Now, if we can manage through one more day without baseball, we’ll all be OK.

Maybe Alcides Escobar shouldn’t bat leadoff

Alcides Escobar

Alcides Escobar finished with a .292 OBP this year. He came in at .246 in 117 at-bats in August and .257 in 109 at-bats between September and October, so he wasn’t exactly flying high entering the postseason. Still, that didn’t stop Ned Yost from putting him into the leadoff spot for Thursday’s Game 1 against the Astros.

Yost finally did reconsider hitting Escobar first in September. It took Alex Gordon‘s return to health, plus the previous addition of Ben Zobrist to the lineup, in order to make that happen. However, it didn’t stick. Escobar hit ninth in each of his starts from Sept. 7-26, batting .236 with a .276 OBP during that span. With five games left to go, he was suddenly returned to the leadoff spot. The Royals went on to win all five games. Yost saw it as a sign, even though Escobar went 5-for-22 with no walks in those games.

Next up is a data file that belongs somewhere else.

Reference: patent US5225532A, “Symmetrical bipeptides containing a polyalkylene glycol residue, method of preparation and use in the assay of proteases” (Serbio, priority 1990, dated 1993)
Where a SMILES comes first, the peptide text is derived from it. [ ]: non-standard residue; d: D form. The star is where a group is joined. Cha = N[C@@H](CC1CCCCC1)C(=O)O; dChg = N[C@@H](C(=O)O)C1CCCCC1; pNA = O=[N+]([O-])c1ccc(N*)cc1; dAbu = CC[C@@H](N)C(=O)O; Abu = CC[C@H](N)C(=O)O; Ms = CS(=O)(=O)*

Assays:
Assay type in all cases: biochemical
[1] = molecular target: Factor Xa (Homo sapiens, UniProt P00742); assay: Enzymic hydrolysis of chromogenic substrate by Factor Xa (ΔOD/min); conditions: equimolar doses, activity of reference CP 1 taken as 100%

Escobar went 0-for-4 in Thursday’s loss to the Astros. He did not swing at the first pitch of the game, which probably explains the defeat.

It’s been difficult to argue with Yost since last year’s World Series run and this year’s incredible run out of the game. The blind spot with Escobar, though, gets rather infuriating. One can defend hitting him leadoff against the Astros’ lefties. His career OBP against southpaws is .319 (.316 this year). Against righties, he’s the most obvious No. 9 hitter alive, with a career .258/.290/.342 line (.252/.284/.314 this year). He’s not a pace-setter. He’s not a spark plug. He’s a liability.